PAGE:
My 100th post on this blog and I am referring to one of my first posts last year.
Lynne Featherstone MP announced the Liberal Democrat's support for removing a mandatory retirement age.
The threat of enforced retirement at 65 is totally unacceptable," said the Liberal Democrat Equalities Spokesperson.
This follows on from numerous news stories today on the subject.
However, the ECJ ruled in March 2009 that the UK could not remove a mandatory retirement age.
Back then I commented on the various issues with bored sexagenarians.
However, there is, I am sure, a more cryptic reason for the ECJ's decision. If we have a mandatory retirement age with only a few exceptions, we would need to open our borders to European Migration to ensure we had enough people working in Britain to maintain our exports and imports, to ensure we have services an aging population requires.
As I have debated at length, in 2012 the UK will have more people above the age of retirement than below it. And these people have limited social lives and many skills we do not resource.
Britain secured an "opt out" of the Maastricht Treaty which in turn allowed us to reduce the activity of European migration on our borders. As a result, people who come to work in Britain, legitimately, can go home to their Country of Origin and claim back the taxes they paid here.
As a result, we gain no benefits from having them working here. Were we to open our borders fully, we could tax the employees accordingly and the benefit could be invested in public services.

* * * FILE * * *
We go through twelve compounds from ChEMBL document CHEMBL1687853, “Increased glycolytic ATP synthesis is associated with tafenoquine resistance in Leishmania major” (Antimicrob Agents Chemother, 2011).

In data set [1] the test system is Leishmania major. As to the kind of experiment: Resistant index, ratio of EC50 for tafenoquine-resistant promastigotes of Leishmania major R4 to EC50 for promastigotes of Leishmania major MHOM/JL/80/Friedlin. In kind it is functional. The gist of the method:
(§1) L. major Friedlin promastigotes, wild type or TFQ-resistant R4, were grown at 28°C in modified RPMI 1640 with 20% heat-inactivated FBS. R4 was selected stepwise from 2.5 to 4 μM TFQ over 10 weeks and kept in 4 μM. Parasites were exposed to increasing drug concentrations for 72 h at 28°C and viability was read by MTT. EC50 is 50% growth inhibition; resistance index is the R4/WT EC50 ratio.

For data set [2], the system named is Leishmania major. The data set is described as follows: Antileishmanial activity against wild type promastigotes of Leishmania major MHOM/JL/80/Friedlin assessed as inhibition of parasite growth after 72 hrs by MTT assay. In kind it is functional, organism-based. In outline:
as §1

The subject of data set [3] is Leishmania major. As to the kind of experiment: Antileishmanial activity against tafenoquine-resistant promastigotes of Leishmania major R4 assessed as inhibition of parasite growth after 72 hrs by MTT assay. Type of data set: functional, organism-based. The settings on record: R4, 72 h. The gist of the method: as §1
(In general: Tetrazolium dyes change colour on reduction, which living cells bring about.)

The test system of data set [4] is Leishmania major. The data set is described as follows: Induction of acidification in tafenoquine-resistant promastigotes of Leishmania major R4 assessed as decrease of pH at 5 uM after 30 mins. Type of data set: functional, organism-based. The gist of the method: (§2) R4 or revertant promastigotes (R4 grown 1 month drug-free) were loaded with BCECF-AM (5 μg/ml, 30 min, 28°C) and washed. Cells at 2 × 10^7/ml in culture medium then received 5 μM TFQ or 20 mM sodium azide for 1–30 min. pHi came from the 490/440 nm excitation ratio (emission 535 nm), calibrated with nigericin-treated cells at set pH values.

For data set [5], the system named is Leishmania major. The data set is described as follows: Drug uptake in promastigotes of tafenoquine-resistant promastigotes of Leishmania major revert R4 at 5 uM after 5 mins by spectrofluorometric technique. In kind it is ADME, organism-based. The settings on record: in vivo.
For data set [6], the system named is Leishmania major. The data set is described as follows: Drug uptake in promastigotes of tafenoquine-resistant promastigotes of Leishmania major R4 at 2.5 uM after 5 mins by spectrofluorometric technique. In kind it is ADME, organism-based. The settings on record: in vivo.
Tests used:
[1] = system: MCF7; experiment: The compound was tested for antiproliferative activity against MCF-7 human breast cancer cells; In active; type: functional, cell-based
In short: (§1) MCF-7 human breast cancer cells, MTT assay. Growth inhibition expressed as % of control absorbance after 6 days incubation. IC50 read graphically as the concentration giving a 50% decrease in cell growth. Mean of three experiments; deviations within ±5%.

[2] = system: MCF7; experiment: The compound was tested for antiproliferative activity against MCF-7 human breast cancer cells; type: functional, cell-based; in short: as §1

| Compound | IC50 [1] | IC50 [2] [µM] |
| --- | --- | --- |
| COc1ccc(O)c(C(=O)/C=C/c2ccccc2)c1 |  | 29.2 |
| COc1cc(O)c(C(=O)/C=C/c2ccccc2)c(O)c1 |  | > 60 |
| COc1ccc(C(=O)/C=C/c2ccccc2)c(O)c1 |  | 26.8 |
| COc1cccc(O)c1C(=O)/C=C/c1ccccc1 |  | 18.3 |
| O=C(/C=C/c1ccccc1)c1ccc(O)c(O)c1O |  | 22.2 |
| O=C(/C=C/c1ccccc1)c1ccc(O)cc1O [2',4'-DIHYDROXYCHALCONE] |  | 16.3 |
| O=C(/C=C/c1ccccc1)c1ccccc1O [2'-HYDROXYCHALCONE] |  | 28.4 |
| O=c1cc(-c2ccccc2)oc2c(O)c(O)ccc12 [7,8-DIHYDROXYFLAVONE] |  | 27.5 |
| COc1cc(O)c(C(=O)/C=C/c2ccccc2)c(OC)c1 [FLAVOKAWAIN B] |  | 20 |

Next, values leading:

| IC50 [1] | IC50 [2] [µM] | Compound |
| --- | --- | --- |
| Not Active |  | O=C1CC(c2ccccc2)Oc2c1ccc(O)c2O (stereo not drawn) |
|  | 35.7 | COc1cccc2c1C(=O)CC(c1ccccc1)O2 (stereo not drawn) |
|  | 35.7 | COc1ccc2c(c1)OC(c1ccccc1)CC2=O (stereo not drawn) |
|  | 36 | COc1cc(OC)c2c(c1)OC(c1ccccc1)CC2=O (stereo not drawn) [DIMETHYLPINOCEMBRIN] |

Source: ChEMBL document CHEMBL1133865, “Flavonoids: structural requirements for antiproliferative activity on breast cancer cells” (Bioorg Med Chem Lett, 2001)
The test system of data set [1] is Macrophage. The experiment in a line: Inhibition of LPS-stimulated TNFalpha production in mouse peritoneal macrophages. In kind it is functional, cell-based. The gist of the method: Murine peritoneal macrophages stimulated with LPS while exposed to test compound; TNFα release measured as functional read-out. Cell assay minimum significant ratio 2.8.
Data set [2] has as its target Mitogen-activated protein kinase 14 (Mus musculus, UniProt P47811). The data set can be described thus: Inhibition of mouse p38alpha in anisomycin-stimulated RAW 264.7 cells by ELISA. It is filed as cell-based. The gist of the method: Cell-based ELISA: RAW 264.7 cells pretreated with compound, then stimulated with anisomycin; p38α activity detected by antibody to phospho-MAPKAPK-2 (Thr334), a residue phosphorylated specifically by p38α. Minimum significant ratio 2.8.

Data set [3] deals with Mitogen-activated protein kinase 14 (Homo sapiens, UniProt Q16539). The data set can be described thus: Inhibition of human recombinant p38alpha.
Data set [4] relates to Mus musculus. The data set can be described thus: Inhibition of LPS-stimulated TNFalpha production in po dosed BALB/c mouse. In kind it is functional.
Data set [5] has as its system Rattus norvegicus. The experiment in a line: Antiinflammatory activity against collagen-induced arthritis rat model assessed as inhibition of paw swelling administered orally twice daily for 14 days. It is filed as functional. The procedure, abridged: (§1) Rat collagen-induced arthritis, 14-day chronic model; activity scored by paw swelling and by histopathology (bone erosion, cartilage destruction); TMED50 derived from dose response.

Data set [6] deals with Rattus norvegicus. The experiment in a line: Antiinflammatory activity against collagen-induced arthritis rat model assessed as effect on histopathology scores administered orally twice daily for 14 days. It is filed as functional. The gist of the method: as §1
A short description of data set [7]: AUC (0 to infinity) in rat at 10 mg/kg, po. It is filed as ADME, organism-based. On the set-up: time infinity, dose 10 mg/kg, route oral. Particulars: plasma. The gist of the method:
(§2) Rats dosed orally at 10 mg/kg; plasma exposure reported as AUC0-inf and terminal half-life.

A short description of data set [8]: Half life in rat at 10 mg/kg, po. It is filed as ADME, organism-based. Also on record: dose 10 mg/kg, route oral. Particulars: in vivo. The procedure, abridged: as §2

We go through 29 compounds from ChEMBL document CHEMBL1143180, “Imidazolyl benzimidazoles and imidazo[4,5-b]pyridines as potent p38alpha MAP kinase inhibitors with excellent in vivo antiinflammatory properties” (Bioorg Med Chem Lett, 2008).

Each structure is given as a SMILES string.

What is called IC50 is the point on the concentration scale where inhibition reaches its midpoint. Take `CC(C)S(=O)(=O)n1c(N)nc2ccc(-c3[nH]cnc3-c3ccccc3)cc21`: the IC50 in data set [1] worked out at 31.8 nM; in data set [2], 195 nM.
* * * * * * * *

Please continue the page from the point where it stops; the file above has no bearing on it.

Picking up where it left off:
However, we would have to embrace the Euro. Something I appreciate people are reluctant to do, but I am personally quite in favour of!
Currently we have one third of young people out of work, which severely depletes their chances to sustain work in the long run.
As I said in email correspondence about Lib Dem policy on Older People;
While I appreciate that it appears that the party is focusing on Young People, I would add that this is predominately to ensure we have enough people paying taxes to pay the pensions of those who are retired. Currently there are 25% of people aged 18-24 who are unemployed. Unemployment in youth tends to create people who cannot hold down jobs, which means this could forcast a potential 25% of people out of work and unable to support future generations. This is why investing in the young as well as the old is a priority to any political party. In an ideal world, the pensions contributions paid would support anyone who retires, but with the fluctuations of the economy this is not possible.
This sort of financial forecasting worries governments and we should be investing in Youth employment, but we should not be cutting services or care for the elderly. And if they can and want to work, we should let them.
However, I am unsure of the paths necessary to overrule the ECJ's decison and allow Britain to regain it's economic status by allowing people to chose when they retire, from 60 to 100 if they so chose!
Certainly, my grandmother's retirement do was celebrated with White Water Rafting, and there are many like her who have enthusiasm and energy to provide our country with a variety of skills, expertise, and ultimately, taxes.
The other argument, of course, is that by removing the retirement age, we may subsequently reduce the pensions we are paying out. The average life expectancy in the UK is 77 for men and 81 for women. Rather morbidly, if they retire at 65, the government has to pay a woman state pension for an average of 16 years and a man for 12. If we allow flexibility in working retirement ages, and people start retiring at 70, for example, we will significantly reduce the money the Government has to pay out. Which gives us more money to allocate elsewhere, preferably to caring for those elderly, I would assert.
Therefore, if it is possible, the mandatory retirement age should be removed. Whether it is possible, is another matter.